In a city proliferated with homebuilders and land developers, it’s often a monumental task to stand apart from the fray—but Plaza Corp. has realized such a feat with its nomination in the high-rise category of Tarion’s prestigious Homeowners’ Choice Awards for customer service.
Customers answered survey questions, and a final tally gave Plaza a nod for the 2016 nomination.
Plaza’s senior vice president, Scott McLellan, told the Epoch Times that the company continually strives to improve upon previous builds to assuage the usual trials that come with acquiring homeownership.
“One of the great things our company really makes a priority and really understands is our commitment to our customers and our zero-deficiency policy,” said McLellan, a former member of the NHL’s Boston Bruins. “We go through a strenuous four-point process once the suites are built. There are a number of inspections with the sales team, the internal construction team, customer care people, and finally our purchaser. By that stage we have zero deficiencies.”
Plaza is among the city’s smaller builders, but the reputation that precedes it could certainly fool you. There are few condo units, if any, in the GTA built better than Plaza’s. Yet it isn’t only the apical degree to which Plaza builds condominiums that has garnered the company accolades—and perhaps most importantly, happy customers—it’s the company’s building strategy.
As the old real estate axiom goes, location is everything, and Plaza understands the importance of building around transit. Although typically a downtown builder, its latest condominium development, Residences at The Met—appositely named after the Vaughan Metropolitan Centre, a megaproject that will urbanize Vaughan—is yet another testament that Plaza understands the essence of prime location, because the VMC will be host to a new TTC subway station next year.
“We generally try to be close to universities, easy access to freeways and the 400-series, subway lines and amenities,” McLellan said of The Met, which set a sales record in Vaughan by selling 500 units in six weeks. “Vaughan is interesting because there’s a subway line being built there and The Met is right next to the subway, right next to Highway 7 and Hwy 400, and the new Vaughan Metropolitan Centre is going to be the best downtown in the GTA after Toronto’s.
The VMC will undoubtedly transform Vaughan from a sleepy suburb strewn with detached houses into an urban hub of commerce, residences and transit. In addition to 139,350 square metres of office space, 12,000 condo units will be built in the area.
“It’s already started. There will be a million-and-a-half feet of commercial and retail, another million of office space,” said McLellan. “The vision Vaughan has for its downtown is incredible.”
While the VMC’s development is a cornerstone of Vaughan’s transformation, the TTC subway extension will be its apex.
“Downtown Vaughan is going to have its own identification, and it’s all predicated by the subway because it gives you an opportunity to be a downtown Toronto person or a downtown Vaughan person” said McLellan. “It is going to probably be the second-most vibrant downtown in the GTA after Toronto’s, and it’s going to put everything the best downtowns in the world have in Vaughan.”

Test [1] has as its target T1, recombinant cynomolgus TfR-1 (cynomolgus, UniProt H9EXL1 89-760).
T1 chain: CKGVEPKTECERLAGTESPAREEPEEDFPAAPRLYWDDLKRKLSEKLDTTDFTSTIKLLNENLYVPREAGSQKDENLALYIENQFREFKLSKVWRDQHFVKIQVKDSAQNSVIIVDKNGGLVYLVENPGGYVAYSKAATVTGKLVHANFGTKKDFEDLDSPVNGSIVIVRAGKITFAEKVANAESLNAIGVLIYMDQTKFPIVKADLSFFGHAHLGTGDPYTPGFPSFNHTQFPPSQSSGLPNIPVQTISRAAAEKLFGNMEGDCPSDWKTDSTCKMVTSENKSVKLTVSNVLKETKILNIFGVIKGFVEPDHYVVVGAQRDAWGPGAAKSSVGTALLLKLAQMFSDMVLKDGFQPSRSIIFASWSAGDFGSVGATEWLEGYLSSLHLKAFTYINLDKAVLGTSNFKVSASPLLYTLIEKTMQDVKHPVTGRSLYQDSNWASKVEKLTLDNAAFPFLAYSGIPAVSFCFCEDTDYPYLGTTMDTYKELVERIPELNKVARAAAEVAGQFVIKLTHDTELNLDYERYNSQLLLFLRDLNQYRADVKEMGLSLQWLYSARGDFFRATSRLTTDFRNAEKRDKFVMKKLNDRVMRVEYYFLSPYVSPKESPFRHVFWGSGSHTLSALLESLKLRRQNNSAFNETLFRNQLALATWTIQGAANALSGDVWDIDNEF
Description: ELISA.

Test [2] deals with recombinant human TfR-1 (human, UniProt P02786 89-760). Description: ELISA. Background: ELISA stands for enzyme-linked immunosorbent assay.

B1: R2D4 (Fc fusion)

Vaughan’s downtown won’t go dormant at the conclusion of the workday; instead, residents and workers can enjoy its myriad new entertainment opportunities. Everything from high-end restaurants and wine bars to movie theatres, and boutique stores will open around the VMC.
And because Vaughan’s expects to build a downtown rather than a glorified city centre—like Mississauga’s—the Chinese community is keenly following the revitalization. McLellan says Plaza employs Mandarin and Cantonese speakers, in part to cater to one of the largest ethnic communities in Toronto, and that word of Plaza developments spread through the community like wildfire.
McLellan also says they’re demanding, but fair customers, and that they do their research before visiting sales centres. Newcomers to Canada, in particular, usually consume brands they trust, whether clothing or car brands, and McLellan said he’s gratified the community trusts Plaza enough to live in its condos.
“They also want to make sure they’re getting good value and that we use the best materials, whether they’re Moen faucets, hard surface flooring, and full-sized kitchen appliances, even in condos,” he added. “Our basic finishes and features are everybody else’s upgrades.”
The Met certainly meets the value criterion. McLellan said it is nearly $200 cheaper than comparable suites in downtown Toronto—which will be a quick subway ride away.
“If you take a project that’s at Yonge and Wellesley, you’re talking between $650 to $700 per square foot, plus parking,” he said. “We sold at the Met (which is about a 45-minute subway ride further north) for $150 less than comparable product in downtown Toronto on a subway line.”
With York University nearby, McLellan added that many parents are buying units at The Met as an investment—both for their children and themselves.
“People are buying units for their kids, then their kids graduate and they make the lifestyle change and move into that unit.”
Neil Sharma is a Toronto-based freelance journalist.